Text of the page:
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The Ahlen Program of the CDU (February 1947)

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II. The new structure of the German industrial economy

The new structure of the German economy must be based on the assumption that the unrestricted reign of private capitalism has come to an end. Yet we must also prevent private capitalism from being supplanted by state capitalism, which would be even more dangerous for the individual’s political and economic freedoms. A new economic structure must be established, one that avoids past mistakes and opens up the opportunity for technological progress and individual creative initiative.

1. Conglomerates and similar economic entities that are not absolutely necessary for technical, social, or economic reasons must be broken up into independent companies. Due to technological developments, some companies may require a certain minimum size so that, among other things, they can compete effectively with their foreign counterparts. These companies must by all means be allowed to retain this minimum size.

2. Companies that are monopolistic in character or companies that have to exceed a certain size may impart an economic and thus also a political power that can jeopardize freedom in the state. This danger must be eliminated by the passage of appropriate anti-trust laws. Furthermore, these companies must operate under the principle of power-sharing in order to prevent the state, private persons, or groups of people from dominating key branches of the economy, which would be incompatible with the common good.

a) To this end, public bodies such as the state, the individual federal states, local authorities, associations of local authorities, as well as cooperatives and company employees, must all have a stake in these companies. Nevertheless, entrepreneurial initiative is urgently needed and must be given the necessary latitude.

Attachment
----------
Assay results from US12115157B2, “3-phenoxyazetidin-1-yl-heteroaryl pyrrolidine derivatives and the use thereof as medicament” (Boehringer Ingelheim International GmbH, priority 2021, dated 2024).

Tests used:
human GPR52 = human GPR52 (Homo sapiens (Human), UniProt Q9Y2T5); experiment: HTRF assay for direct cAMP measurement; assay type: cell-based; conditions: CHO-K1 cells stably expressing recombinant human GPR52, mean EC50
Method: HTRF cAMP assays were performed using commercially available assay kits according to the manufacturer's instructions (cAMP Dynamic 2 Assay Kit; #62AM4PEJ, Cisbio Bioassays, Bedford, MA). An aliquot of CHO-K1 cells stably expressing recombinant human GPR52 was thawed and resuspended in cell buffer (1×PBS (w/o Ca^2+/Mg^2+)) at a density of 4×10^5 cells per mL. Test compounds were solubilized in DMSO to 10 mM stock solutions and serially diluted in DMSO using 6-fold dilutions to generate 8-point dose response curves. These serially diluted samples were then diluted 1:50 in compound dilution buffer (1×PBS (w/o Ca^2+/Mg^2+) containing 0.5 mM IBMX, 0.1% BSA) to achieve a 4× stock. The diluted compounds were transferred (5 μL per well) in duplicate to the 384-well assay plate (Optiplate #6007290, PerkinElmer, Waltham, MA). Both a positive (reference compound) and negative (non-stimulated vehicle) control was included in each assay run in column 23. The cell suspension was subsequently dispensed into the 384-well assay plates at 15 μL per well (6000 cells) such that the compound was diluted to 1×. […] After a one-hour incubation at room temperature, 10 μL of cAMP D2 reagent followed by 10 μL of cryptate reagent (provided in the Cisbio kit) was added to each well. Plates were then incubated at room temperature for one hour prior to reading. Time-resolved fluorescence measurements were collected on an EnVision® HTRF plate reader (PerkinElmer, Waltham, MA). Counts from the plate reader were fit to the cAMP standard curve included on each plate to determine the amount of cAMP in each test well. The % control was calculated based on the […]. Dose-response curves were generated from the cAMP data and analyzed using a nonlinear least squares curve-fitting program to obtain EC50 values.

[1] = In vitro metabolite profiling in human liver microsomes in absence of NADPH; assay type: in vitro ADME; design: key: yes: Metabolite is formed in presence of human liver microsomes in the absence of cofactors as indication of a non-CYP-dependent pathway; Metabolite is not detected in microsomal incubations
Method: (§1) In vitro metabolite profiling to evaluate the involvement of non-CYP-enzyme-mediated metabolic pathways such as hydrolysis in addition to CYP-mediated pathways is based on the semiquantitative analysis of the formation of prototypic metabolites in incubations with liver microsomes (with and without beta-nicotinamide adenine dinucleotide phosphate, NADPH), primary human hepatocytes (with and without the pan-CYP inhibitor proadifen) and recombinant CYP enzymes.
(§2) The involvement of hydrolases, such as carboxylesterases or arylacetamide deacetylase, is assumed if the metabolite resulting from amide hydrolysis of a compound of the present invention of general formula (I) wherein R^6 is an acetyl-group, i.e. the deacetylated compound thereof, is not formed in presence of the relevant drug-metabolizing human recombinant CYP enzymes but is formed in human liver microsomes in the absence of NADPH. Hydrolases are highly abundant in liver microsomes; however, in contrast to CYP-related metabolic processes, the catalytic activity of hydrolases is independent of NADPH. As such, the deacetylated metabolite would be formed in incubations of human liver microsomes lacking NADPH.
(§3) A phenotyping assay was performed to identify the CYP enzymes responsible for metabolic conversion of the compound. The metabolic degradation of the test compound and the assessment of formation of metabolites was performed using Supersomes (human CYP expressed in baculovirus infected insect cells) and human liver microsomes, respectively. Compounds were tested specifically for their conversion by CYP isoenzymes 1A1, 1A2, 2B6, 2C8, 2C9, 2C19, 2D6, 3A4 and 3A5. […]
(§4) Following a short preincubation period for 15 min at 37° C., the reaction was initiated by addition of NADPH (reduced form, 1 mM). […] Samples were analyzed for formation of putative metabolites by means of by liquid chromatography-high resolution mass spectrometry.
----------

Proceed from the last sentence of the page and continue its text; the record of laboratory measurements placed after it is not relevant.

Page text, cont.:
b) Furthermore, legal limits must be placed on the private ownership of stock in these companies so as to prevent the concentration of ownership or voting rights in one hand.

3. Mining: coal mines have a clear monopolistic character simply by virtue of the basic product they extract, which is vital to the entire nation. It is therefore of utmost importance that they be subject to the principles laid out in II.2: they must be nationalized.

If, in special cases, the more advisable legal form for these companies is that of a Staatsbetrieb (state-owned company), the above-mentioned principles must not stand in the way of the adoption of this form.

4. Large-scale iron-producing industry: the large-scale iron-producing industry must also be nationalized.

5. Every effort must be made to expand the cooperative sector, and the legal form of foundations must be strongly promoted in the commercial economy.

6. The legal regulation of the financial and banking system as well as the insurance industry, which already began before 1933, must be further expanded.

7. Efficient small and medium-sized businesses must be promoted on account of their national economic value and the opportunities they offer for social advancement. In industry, commerce, and the skilled trades, private entrepreneurship must be preserved and further promoted.

8. Legally acquired property that was not used in a politically abusive manner must be respected within the framework of general laws when this new economic order is implemented.

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